Ang Munting Prinsipe — in Tagalog.

The Tagalog language, also known by its standardised form as Filipino, is an Austronesian language primarily spoken in the Philippines. It is the first language of the Tagalog people, who predominantly live in Central and Southern Luzon, and serves as the basis for the Filipino language, which is the official national language of the Philippines alongside English.

Tagalog has its roots in the Austronesian language family, which includes languages spoken across the Pacific Ocean, from Madagascar to Easter Island, and from New Zealand to Taiwan. The earliest written records of Tagalog are from the 16th century, in the form of the Laguna Copperplate Inscription, dating back to 900 AD. The arrival of Spanish colonizers in the late 16th century introduced many Spanish loanwords into the Tagalog vocabulary, alongside the adoption of the Latin alphabet for writing the language.

Tagalog has a relatively simple phonological system, with around five vowel sounds and 18 consonant sounds. Stress and glottal stops play an important role in distinguishing word meanings. Tagalog grammar is characterised by verb-subject-object (VSO) word order, though variations can occur due to topicalisation. It utilises affixes to indicate tense, aspect, mood, and focus, with focus referring to the grammatical marking of the role of the noun in the sentence (e.g., actor, object, location).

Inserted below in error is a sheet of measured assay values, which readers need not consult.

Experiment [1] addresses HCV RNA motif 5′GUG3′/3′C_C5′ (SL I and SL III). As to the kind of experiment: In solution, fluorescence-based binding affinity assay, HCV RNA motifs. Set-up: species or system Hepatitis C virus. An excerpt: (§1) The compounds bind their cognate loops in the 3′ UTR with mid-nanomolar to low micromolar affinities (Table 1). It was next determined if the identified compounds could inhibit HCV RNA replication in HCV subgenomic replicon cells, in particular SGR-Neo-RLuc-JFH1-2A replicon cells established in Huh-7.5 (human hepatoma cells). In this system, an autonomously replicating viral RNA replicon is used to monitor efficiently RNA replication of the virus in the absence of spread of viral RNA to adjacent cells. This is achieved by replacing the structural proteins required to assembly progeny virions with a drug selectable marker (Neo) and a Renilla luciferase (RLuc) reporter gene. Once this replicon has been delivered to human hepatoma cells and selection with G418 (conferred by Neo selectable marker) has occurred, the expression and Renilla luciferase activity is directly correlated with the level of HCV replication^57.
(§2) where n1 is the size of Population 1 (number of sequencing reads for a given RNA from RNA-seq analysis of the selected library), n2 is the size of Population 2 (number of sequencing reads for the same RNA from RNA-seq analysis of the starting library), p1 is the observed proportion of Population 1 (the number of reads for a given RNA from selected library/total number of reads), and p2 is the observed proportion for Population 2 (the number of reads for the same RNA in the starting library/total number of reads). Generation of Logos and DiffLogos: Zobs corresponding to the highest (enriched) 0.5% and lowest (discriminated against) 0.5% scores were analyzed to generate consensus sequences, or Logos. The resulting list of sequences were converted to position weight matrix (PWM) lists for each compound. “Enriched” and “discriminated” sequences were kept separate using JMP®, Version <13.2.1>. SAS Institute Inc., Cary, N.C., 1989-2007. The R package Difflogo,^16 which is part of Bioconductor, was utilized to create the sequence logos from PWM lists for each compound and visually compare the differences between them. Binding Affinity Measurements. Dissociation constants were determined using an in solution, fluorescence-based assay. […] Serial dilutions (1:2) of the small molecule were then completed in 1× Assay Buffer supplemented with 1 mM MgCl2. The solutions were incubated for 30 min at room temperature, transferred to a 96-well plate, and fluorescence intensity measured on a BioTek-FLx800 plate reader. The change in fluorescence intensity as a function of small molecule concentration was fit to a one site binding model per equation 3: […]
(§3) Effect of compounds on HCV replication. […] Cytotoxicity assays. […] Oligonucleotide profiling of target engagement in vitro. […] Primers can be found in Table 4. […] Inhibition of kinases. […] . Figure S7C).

The Tagalog lexicon has been significantly influenced by Spanish, with numerous loanwords incorporated into everyday usage. It also includes borrowings from English, Malay, Sanskrit, Arabic, and Chinese, reflecting the Philippines’ rich history of trade and cultural exchange.

In the 20th century, efforts were made to develop a national language for the Philippines. In 1937, Tagalog was chosen as the basis for this national language, which was later named Filipino. Filipino is intended to be a standard version of Tagalog that incorporates words from other Philippine languages and is spoken across the country as a second language, promoting national unity and identity.

Today, Tagalog/Filipino is spoken by millions as a first or second language. It is taught in schools throughout the Philippines, used in official government documents, and is the language of major media outlets. Despite the linguistic diversity of the Philippines, which includes over 170 languages, Tagalog/Filipino serves as a lingua franca that unites the country’s various regions and ethnic groups.